"Writing is a demanding profession and a selfish one. And because it is selfish and demanding, because it is compulsive and exacting, I didn't embrace it. I succumbed to it." -- Rod Serling
Before he piloted The Twilight Zone into television history, Rod Serling wrote screenplays for television. Lots of them. If one network didn't buy one, he'd repackage it and ship it off to the next while continuing to work on whatever he was working on. The 72nd script to come out of Serling's prodigious typewriter was "Patterns", the story of a ruthless power struggle at the top of a major American corporation and the toll that struggle takes on those who are snared in that system.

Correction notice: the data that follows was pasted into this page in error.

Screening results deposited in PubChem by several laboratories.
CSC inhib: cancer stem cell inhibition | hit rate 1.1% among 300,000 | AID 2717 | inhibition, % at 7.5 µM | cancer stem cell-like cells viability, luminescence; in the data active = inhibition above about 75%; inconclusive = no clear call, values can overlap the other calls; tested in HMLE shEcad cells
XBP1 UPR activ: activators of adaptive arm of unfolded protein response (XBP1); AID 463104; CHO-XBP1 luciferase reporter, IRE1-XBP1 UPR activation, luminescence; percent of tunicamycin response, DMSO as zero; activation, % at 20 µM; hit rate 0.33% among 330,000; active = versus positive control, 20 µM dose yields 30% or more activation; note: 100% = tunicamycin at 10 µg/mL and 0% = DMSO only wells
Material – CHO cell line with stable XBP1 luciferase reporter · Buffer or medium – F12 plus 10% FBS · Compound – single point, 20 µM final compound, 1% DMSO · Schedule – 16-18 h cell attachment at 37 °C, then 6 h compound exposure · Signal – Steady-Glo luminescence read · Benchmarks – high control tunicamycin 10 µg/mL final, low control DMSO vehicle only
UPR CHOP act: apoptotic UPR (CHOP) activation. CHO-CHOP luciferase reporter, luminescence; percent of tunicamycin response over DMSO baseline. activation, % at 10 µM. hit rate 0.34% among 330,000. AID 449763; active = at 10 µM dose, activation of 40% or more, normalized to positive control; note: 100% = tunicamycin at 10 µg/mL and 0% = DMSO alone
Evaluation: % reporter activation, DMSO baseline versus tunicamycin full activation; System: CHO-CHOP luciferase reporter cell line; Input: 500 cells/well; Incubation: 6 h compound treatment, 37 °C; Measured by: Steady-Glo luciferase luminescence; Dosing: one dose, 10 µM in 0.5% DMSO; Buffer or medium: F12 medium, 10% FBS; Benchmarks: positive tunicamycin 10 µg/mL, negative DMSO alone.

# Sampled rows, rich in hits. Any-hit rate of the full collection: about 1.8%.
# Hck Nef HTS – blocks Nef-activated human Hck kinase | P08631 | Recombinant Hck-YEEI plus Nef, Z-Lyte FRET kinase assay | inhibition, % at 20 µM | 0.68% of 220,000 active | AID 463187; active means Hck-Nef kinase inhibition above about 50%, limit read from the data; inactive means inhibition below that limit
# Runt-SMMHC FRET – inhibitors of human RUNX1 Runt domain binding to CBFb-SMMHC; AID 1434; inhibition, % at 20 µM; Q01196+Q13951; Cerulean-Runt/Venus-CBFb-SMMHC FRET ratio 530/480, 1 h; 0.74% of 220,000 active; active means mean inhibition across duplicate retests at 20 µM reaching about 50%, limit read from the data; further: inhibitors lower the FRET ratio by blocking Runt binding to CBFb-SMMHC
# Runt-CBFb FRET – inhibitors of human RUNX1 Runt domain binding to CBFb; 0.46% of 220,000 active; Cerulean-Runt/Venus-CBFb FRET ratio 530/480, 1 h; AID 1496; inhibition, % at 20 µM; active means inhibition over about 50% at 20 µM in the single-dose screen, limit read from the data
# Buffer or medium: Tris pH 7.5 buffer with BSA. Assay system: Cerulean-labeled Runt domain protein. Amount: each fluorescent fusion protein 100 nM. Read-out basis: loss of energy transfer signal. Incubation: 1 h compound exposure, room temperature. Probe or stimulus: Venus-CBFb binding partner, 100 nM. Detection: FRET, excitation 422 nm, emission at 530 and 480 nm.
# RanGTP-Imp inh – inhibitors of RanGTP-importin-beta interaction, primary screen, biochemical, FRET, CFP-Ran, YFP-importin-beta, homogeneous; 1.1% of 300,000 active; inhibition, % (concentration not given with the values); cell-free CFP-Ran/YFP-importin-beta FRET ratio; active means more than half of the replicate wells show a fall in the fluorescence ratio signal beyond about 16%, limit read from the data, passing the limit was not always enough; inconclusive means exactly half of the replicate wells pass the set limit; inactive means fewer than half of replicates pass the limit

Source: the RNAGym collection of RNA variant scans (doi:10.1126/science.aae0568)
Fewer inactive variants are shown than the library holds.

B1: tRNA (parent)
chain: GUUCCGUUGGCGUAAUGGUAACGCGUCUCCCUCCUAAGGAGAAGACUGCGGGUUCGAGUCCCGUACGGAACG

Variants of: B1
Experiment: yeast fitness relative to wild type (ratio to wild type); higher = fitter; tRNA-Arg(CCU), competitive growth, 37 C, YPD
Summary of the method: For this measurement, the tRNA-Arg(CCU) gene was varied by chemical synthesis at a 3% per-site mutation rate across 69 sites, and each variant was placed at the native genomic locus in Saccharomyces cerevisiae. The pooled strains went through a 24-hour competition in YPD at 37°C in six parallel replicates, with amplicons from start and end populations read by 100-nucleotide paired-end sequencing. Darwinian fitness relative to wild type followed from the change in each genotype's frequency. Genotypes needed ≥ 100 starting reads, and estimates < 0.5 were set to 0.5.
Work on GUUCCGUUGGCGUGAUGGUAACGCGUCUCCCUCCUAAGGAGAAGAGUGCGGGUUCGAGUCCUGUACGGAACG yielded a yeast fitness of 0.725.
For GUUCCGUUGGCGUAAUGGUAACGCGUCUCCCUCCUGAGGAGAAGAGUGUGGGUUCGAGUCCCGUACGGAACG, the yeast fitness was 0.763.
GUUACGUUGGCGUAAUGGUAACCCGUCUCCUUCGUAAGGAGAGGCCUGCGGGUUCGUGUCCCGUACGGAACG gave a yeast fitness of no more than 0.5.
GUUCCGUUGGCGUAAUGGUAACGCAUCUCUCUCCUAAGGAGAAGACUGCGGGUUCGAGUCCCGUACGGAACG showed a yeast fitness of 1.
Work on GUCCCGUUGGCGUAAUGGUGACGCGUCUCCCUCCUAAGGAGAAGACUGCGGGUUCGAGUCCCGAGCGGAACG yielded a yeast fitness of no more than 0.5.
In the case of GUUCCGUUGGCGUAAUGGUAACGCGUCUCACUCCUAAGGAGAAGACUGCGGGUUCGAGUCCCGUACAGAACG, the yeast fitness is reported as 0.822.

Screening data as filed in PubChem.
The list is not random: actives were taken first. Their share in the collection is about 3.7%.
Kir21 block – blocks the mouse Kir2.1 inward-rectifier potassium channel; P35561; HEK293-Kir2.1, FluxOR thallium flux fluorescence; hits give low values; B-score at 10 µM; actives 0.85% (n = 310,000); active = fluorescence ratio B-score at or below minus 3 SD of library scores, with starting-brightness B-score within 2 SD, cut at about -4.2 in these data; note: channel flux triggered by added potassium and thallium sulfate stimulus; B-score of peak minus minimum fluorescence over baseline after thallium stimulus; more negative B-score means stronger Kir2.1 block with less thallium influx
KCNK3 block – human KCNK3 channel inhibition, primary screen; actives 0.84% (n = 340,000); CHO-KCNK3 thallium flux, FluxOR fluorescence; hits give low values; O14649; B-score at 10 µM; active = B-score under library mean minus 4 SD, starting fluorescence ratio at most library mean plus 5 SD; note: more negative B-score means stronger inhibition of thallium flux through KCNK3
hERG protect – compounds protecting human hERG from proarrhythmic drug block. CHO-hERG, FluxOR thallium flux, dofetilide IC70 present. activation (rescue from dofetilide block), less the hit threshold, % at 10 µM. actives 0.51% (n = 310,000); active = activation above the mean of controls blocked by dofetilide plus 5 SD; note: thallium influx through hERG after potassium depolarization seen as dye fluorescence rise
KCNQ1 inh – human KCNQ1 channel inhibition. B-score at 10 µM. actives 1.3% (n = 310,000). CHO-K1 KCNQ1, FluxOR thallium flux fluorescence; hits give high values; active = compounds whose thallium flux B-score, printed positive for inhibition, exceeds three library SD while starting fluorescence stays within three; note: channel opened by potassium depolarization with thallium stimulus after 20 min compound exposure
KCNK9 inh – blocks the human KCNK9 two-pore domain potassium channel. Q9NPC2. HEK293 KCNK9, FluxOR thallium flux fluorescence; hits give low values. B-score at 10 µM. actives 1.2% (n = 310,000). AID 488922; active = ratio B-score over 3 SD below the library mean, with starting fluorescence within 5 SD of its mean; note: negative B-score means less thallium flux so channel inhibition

To Serling, it was just another script. A good one to be sure, but a job he had finished. He went back to the typewriter and missed "Patterns" first live broadcast.
To The New York Times critic Jack Gould it was "one of the high points in the TV medium's evolution" and said, "[f]or sheer power of narrative, forcefulness of characterization and brilliant climax, Mr. Serling's work is a creative triumph."
"Patterns" -- script #72 -- changed Serlings' life forever.